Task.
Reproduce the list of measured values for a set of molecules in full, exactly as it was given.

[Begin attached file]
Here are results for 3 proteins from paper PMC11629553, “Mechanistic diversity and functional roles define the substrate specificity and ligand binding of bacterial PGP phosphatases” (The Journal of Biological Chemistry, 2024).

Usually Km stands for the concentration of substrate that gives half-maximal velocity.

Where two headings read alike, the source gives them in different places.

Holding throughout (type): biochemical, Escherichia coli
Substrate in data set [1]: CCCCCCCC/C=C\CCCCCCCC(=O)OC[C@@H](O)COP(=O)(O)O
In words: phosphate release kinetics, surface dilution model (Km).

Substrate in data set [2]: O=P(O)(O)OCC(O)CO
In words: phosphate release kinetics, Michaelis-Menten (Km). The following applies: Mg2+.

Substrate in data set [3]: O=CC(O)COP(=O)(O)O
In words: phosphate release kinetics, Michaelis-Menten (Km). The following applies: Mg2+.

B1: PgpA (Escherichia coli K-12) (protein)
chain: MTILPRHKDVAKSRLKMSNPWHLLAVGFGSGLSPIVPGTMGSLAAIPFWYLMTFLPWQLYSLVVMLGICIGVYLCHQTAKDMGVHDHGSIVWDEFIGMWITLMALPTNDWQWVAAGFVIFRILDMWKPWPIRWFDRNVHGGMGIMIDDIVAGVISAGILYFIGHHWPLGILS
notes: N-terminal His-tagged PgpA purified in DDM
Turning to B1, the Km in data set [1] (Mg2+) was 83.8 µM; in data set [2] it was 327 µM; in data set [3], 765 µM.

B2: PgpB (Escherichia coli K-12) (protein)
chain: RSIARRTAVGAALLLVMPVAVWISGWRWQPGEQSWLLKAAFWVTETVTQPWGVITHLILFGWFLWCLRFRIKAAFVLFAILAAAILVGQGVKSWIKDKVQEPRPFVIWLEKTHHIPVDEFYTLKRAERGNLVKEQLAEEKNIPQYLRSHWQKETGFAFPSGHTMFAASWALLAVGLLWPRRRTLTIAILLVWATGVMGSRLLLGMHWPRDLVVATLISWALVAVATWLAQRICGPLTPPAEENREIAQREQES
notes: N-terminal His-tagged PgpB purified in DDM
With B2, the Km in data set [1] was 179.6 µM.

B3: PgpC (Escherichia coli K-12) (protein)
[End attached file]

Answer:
Here are results for 3 proteins from paper PMC11629553, “Mechanistic diversity and functional roles define the substrate specificity and ligand binding of bacterial PGP phosphatases” (The Journal of Biological Chemistry, 2024).

Usually Km stands for the concentration of substrate that gives half-maximal velocity.

Where two headings read alike, the source gives them in different places.

Holding throughout (type): biochemical, Escherichia coli
Substrate in data set [1]: CCCCCCCC/C=C\CCCCCCCC(=O)OC[C@@H](O)COP(=O)(O)O
In words: phosphate release kinetics, surface dilution model (Km).

Substrate in data set [2]: O=P(O)(O)OCC(O)CO
In words: phosphate release kinetics, Michaelis-Menten (Km). The following applies: Mg2+.

Substrate in data set [3]: O=CC(O)COP(=O)(O)O
In words: phosphate release kinetics, Michaelis-Menten (Km). The following applies: Mg2+.

B1: PgpA (Escherichia coli K-12) (protein)
chain: MTILPRHKDVAKSRLKMSNPWHLLAVGFGSGLSPIVPGTMGSLAAIPFWYLMTFLPWQLYSLVVMLGICIGVYLCHQTAKDMGVHDHGSIVWDEFIGMWITLMALPTNDWQWVAAGFVIFRILDMWKPWPIRWFDRNVHGGMGIMIDDIVAGVISAGILYFIGHHWPLGILS
notes: N-terminal His-tagged PgpA purified in DDM
Turning to B1, the Km in data set [1] (Mg2+) was 83.8 µM; in data set [2] it was 327 µM; in data set [3], 765 µM.

B2: PgpB (Escherichia coli K-12) (protein)
chain: RSIARRTAVGAALLLVMPVAVWISGWRWQPGEQSWLLKAAFWVTETVTQPWGVITHLILFGWFLWCLRFRIKAAFVLFAILAAAILVGQGVKSWIKDKVQEPRPFVIWLEKTHHIPVDEFYTLKRAERGNLVKEQLAEEKNIPQYLRSHWQKETGFAFPSGHTMFAASWALLAVGLLWPRRRTLTIAILLVWATGVMGSRLLLGMHWPRDLVVATLISWALVAVATWLAQRICGPLTPPAEENREIAQREQES
notes: N-terminal His-tagged PgpB purified in DDM
With B2, the Km in data set [1] was 179.6 µM.

B3: PgpC (Escherichia coli K-12) (protein)